Best Buy Co. Inc. has made good on threats it made in July to drop acceptance of Visa Inc.'s contactless cards because of the fee structure surrounding the cards, according to an industry analyst.
The retailer has stopped accepting Visa contactless cards at its more than 1,000 retail locations because Visa prohibits the use of PIN authorization with contactless transactions, forcing retailers to accept more costly signature-based transactions, Nick Holland, a senior analyst at the Boston consulting firm Aite Group LLC, said Thursday.
Best Buy began accepting Visa contactless cards in 2007. In July of last year, the retailer issued a statement expressing its unhappiness with Visa's contactless signature policy and the high costs associated with it. Best Buy said then that it was evaluating the continued acceptance of Visa contactless cards.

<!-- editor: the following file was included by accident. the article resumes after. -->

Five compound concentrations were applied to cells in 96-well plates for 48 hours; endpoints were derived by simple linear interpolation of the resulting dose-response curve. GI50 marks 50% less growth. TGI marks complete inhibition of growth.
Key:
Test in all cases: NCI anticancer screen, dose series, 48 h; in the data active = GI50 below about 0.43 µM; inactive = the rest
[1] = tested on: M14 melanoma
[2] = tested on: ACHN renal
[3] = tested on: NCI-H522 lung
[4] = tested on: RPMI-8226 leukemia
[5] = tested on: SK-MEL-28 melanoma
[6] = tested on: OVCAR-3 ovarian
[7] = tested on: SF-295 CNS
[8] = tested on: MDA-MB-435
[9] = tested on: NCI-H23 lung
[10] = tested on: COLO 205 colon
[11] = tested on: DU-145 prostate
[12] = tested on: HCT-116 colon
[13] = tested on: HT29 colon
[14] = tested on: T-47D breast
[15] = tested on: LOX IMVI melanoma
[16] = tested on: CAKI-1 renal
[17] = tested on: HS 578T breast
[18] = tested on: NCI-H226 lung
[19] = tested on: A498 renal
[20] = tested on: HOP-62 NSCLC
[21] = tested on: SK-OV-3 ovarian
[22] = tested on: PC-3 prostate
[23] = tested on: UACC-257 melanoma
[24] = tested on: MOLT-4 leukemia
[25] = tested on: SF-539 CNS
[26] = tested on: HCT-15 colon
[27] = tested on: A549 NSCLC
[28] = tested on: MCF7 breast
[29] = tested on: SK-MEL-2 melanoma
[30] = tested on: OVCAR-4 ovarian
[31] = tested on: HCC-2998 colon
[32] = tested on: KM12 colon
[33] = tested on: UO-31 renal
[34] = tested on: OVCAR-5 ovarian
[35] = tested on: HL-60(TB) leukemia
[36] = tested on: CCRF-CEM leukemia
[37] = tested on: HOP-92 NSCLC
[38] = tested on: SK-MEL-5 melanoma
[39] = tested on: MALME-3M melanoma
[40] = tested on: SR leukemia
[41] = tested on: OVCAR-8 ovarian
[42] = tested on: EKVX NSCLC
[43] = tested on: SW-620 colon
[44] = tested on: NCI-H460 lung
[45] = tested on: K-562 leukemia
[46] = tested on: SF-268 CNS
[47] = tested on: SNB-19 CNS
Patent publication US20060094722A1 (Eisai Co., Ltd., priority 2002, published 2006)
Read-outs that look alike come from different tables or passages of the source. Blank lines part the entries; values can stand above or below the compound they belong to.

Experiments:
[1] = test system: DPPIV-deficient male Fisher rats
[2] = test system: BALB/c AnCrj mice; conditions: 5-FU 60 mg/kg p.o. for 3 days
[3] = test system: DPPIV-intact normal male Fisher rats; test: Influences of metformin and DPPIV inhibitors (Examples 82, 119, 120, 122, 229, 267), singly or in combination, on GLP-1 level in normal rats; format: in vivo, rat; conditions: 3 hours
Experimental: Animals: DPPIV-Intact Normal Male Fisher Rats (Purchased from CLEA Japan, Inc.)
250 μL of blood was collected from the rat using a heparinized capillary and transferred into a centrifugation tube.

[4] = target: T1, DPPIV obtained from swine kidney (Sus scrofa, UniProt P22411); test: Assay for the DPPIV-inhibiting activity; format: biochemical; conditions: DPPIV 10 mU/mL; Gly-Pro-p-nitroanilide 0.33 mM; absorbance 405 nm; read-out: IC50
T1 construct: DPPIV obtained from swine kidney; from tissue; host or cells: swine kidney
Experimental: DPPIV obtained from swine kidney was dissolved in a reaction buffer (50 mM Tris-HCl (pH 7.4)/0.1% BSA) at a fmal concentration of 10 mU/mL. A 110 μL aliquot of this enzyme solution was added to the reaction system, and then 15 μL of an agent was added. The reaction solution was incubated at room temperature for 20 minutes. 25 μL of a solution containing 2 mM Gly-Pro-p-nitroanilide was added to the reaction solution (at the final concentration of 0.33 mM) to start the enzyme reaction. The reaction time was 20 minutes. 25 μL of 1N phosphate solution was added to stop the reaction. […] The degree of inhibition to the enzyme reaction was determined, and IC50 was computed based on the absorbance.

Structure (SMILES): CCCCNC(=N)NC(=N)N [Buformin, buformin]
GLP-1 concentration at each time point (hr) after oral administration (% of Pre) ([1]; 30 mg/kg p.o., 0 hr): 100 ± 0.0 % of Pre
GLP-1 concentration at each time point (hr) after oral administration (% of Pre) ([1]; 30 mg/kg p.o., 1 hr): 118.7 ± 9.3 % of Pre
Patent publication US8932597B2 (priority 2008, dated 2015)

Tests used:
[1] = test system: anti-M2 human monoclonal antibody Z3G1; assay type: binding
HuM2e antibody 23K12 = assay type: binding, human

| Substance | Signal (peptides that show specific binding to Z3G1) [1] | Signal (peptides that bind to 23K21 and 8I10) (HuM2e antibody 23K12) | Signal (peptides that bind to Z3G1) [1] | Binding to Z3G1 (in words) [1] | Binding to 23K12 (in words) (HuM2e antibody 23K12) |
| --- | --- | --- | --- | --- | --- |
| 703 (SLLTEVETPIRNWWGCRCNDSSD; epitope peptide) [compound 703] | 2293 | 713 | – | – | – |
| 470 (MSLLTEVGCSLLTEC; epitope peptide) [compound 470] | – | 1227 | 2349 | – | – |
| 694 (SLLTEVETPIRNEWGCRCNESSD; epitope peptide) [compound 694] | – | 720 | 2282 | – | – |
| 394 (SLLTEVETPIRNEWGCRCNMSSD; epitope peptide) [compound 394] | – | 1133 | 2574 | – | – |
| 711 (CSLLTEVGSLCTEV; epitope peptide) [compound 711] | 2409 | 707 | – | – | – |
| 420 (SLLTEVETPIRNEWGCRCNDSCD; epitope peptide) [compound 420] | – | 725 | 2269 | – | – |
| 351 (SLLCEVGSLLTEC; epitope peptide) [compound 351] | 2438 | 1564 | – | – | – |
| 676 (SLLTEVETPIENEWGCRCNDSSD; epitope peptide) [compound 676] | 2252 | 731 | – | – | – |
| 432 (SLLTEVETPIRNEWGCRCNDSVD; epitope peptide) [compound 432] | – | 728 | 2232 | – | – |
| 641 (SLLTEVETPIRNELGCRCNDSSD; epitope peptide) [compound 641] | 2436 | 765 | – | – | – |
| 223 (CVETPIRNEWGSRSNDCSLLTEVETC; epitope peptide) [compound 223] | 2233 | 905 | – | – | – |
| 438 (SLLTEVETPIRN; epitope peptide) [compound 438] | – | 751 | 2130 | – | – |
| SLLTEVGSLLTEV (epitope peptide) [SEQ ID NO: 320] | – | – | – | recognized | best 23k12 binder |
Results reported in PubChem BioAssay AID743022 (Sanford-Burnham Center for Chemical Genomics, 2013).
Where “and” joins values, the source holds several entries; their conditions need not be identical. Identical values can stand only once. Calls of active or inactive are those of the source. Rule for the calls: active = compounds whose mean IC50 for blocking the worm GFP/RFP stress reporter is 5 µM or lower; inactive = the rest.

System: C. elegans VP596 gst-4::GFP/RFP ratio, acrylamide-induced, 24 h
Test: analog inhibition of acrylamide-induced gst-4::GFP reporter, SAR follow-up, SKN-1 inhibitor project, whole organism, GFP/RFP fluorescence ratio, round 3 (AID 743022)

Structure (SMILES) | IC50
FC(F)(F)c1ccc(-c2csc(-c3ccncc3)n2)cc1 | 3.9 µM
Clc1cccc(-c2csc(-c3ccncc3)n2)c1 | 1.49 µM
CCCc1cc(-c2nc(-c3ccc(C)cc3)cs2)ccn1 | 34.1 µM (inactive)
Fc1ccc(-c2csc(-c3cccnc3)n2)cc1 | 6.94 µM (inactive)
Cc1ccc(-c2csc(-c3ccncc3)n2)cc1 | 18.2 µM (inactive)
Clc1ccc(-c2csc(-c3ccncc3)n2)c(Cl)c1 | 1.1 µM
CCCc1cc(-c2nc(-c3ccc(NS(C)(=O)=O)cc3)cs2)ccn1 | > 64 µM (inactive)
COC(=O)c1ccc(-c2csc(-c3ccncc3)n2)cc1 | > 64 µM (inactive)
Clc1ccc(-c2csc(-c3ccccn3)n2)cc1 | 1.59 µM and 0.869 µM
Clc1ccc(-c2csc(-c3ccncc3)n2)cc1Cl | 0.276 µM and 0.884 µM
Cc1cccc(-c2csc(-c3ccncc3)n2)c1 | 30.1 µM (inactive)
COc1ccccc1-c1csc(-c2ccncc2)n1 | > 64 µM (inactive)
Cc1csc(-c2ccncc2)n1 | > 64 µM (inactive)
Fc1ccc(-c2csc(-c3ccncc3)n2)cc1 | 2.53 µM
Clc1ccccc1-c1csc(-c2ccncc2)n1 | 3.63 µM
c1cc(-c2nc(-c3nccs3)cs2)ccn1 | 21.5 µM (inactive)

Holland said Best Buy's actions are unlikely to have a significant impact. "This is a one-off battle between Visa and Best Buy," he said. "I don't see it spreading much given the low contactless adoption. I don't think it's the start of a revolution."
Visa's devotion to signature-based contactless transactions, however, poses an obstacle to adoption of cards that comply with the EMV Integrated Circuit Card Specifications, Holland said. "Visa's insistence on signature is fundamentally what is holding back EMV," which requires consumers to enter a PIN at the point of sale to complete transactions, he said. "The interchange that they get [from signature transactions] far outstrips the fraud reduction that EMV provides."
Visa and Best Buy did not return calls Thursday.